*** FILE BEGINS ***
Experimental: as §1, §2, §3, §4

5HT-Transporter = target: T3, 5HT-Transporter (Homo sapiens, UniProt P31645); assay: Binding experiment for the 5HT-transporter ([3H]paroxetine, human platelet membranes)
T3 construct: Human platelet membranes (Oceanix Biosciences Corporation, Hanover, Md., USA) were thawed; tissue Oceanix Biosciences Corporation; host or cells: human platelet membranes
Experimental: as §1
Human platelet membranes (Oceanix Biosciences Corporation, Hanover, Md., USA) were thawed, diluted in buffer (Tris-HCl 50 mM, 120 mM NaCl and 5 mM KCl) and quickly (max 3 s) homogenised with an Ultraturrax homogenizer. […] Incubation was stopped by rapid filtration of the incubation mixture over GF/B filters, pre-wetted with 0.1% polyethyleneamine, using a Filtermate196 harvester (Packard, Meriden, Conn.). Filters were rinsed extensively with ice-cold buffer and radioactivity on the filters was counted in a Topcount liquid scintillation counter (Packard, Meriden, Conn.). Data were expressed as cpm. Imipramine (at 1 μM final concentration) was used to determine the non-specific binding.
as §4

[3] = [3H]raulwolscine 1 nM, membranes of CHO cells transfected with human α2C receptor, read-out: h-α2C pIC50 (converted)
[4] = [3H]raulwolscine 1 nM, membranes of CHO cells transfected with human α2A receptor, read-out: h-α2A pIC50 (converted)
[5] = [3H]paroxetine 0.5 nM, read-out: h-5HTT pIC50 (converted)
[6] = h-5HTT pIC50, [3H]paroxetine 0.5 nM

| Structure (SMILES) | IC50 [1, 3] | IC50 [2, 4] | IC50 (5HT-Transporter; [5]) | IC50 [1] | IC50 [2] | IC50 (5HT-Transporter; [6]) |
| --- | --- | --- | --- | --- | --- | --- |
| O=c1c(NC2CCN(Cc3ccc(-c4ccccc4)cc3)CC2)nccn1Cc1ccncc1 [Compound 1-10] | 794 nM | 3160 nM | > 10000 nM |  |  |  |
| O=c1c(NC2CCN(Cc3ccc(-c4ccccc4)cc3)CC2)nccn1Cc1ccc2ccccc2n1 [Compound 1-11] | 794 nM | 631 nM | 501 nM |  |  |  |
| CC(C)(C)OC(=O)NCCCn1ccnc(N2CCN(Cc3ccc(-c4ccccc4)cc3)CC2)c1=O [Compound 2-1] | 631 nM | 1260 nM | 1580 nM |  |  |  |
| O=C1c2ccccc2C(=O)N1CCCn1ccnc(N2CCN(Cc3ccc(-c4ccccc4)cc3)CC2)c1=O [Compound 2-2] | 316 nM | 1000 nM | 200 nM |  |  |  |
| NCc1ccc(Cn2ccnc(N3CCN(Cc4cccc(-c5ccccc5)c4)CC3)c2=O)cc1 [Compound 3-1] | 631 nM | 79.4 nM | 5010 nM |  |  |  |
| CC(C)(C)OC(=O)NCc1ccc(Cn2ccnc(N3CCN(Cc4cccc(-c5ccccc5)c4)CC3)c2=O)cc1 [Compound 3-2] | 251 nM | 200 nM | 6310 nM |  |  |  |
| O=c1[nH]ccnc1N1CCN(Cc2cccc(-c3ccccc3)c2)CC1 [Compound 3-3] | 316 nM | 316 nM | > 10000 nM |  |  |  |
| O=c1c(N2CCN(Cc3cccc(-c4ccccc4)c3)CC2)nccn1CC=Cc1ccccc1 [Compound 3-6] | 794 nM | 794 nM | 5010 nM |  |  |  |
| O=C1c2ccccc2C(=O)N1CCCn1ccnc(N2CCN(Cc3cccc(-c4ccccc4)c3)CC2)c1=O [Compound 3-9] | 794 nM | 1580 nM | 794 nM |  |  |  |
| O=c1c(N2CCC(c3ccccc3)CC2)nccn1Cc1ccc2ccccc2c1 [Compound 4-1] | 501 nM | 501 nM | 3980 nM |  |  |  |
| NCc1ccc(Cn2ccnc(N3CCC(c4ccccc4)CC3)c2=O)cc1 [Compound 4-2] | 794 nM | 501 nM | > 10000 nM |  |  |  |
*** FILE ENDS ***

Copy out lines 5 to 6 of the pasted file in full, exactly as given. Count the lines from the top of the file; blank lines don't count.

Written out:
Human platelet membranes (Oceanix Biosciences Corporation, Hanover, Md., USA) were thawed, diluted in buffer (Tris-HCl 50 mM, 120 mM NaCl and 5 mM KCl) and quickly (max 3 s) homogenised with an Ultraturrax homogenizer. […] Incubation was stopped by rapid filtration of the incubation mixture over GF/B filters, pre-wetted with 0.1% polyethyleneamine, using a Filtermate196 harvester (Packard, Meriden, Conn.). Filters were rinsed extensively with ice-cold buffer and radioactivity on the filters was counted in a Topcount liquid scintillation counter (Packard, Meriden, Conn.). Data were expressed as cpm. Imipramine (at 1 μM final concentration) was used to determine the non-specific binding.
as §4